ABU DHABI // A culture of secrecy and shame surrounding drug abuse by women has left medical professionals unsure about the extent of the problem and ill-equipped to treat it, experts say. According to Dr Fatima al Hamedi, a psychologist at the National Rehabilitation Centre (NRC) in Abu Dhabi, most people do not accept that Emirati men can be drug addicts, let alone local women. "Women are considered diamonds that should be kept safe and many ideas jump to mind - either they were poorly raised or that she's misbehaved," said Dr al Hamedi.
Cultural factors may mask the true extent of the problem, as women are often protected by their families, which may prevent them from independently seeking treatment. Dr Saliha Afridi, a clinical psychologist who works with substance abuse at the Human Relations Institute in Dubai, said: "Women come [to their families] and say, 'I'm not feeling well' or 'my head hurts' or 'I feel sad'. They will make up something and that will get them in the door to me, then they'll say, 'This is the real issue'."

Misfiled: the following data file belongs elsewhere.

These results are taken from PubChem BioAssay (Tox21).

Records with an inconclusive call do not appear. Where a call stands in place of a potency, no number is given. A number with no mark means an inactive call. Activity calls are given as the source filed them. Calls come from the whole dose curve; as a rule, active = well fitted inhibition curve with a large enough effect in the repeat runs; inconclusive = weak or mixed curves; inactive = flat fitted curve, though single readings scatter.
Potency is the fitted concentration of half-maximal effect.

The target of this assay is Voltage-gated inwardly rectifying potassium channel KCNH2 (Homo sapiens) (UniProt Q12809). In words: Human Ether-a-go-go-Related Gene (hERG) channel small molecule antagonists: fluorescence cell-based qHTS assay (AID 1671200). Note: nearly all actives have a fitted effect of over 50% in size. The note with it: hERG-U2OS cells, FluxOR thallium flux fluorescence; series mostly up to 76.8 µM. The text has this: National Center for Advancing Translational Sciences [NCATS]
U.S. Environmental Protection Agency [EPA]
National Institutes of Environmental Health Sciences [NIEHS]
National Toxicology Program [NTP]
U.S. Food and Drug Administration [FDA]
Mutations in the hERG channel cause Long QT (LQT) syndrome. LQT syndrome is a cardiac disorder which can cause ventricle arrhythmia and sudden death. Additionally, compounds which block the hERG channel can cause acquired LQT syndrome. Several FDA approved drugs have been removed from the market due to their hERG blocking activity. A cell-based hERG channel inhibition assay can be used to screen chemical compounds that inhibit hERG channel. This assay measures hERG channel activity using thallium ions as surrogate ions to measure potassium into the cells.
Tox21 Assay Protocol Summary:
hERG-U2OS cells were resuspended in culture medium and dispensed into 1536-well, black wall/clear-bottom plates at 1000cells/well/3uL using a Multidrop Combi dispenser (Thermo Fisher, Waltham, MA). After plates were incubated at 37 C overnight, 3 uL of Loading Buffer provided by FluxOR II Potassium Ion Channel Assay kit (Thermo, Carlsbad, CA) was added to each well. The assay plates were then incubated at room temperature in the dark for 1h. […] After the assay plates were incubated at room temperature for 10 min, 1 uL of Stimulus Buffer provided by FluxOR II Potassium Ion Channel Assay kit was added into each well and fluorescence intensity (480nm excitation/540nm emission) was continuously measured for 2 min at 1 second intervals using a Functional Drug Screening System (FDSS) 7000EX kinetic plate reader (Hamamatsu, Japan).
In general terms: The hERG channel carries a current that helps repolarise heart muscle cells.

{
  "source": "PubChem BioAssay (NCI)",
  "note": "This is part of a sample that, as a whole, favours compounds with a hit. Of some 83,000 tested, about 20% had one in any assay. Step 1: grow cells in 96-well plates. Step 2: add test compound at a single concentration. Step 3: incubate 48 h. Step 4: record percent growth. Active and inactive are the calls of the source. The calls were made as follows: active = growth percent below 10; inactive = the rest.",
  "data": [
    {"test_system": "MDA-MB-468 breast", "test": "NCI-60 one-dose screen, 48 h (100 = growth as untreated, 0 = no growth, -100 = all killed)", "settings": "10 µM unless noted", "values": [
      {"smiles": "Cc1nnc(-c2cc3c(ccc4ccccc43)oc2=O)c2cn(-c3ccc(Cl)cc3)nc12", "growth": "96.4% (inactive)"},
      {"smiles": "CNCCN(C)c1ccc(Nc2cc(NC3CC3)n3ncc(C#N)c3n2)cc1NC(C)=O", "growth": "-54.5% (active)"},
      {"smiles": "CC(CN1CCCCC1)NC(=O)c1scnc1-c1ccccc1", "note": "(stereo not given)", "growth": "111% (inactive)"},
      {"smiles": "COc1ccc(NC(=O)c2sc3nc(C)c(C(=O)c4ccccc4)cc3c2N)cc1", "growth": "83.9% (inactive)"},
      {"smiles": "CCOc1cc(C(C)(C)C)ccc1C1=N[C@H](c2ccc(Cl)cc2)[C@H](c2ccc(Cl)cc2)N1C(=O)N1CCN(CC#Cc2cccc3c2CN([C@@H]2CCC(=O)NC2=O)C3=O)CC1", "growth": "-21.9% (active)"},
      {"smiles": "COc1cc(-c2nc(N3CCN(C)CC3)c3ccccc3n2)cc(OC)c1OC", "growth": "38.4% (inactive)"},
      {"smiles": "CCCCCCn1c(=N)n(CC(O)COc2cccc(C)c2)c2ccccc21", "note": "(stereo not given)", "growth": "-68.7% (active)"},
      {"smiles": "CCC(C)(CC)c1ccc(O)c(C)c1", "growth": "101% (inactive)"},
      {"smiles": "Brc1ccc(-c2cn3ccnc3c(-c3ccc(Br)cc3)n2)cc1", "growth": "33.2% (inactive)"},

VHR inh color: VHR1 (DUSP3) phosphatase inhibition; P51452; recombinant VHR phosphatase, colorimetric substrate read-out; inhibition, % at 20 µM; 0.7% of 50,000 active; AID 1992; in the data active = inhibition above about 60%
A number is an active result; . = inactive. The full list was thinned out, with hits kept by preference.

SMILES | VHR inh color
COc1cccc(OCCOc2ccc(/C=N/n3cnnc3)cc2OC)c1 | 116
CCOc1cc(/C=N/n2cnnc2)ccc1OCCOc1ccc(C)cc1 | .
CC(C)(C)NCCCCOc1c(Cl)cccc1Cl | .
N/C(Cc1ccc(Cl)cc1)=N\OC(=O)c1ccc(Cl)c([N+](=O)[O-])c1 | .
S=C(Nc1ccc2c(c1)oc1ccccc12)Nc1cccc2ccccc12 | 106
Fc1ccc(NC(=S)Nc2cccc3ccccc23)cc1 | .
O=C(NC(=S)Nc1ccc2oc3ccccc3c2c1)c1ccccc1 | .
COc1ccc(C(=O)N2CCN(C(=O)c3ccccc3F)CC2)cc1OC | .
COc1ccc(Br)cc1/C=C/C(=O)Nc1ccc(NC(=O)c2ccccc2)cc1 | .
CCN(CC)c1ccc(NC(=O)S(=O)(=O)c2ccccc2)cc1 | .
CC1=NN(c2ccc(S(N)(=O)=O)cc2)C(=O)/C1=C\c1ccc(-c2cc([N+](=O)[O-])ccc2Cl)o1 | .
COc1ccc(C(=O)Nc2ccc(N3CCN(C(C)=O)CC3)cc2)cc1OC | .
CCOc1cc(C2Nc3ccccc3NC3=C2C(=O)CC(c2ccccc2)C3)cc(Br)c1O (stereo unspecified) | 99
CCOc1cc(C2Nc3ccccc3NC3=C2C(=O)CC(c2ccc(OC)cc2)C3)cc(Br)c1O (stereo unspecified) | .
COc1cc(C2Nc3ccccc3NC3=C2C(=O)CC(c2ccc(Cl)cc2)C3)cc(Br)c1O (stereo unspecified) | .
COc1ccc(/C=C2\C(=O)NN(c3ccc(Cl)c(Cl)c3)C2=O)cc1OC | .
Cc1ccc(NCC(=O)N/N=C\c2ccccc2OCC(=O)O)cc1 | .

Women might be more prone to abuse prescription drugs because of their easy availability and social acceptability, Dr Afridi said. "There needs to be a lot of education. Just because the doctor gives [medication] to you, doesn't mean you can't abuse it," she said. Women with drug problems have few places to turn, doctors say. The NRC, which only treats Emirati males, refers the few women who contact the centre - mostly about the abuse of prescription medication - to Sheikh Khalifa Medical City's detoxification unit. But the situation is set to improve.
By early next year, the NRC plans to open a 10-bed inpatient unit for women, as well as offer outpatient care, staffed only by women. The female unit is part of a larger expansion plan that will see a new 200-bed centre in Mohammed Bin Zayed City by 2015. The NRC will also open a youth unit, as well as a criminal justice programme, by early next year. Because there are no detailed statistics on drug abuse, the expansion was based on anecdotal evidence of need, such as police findings and patients' accounts of substance abuse among women.
"There is no specific data to say we have a problem, and this is the magnitude of the problem," said Dr Hamad al Ghaferi, the executive director of the NRC. The NRC is in the process of signing an agreement with the United Nations Office on Drugs and Crime to conduct a survey that will assess the magnitude of all drug misuse in the UAE. Fluctuations in substance misuse among the population needs to be monitored to identify at-risk groups and develop effective prevention strategies, said Sabrina Tahboub-Schulte, an adjunct professor in psychology at the University of Sharjah.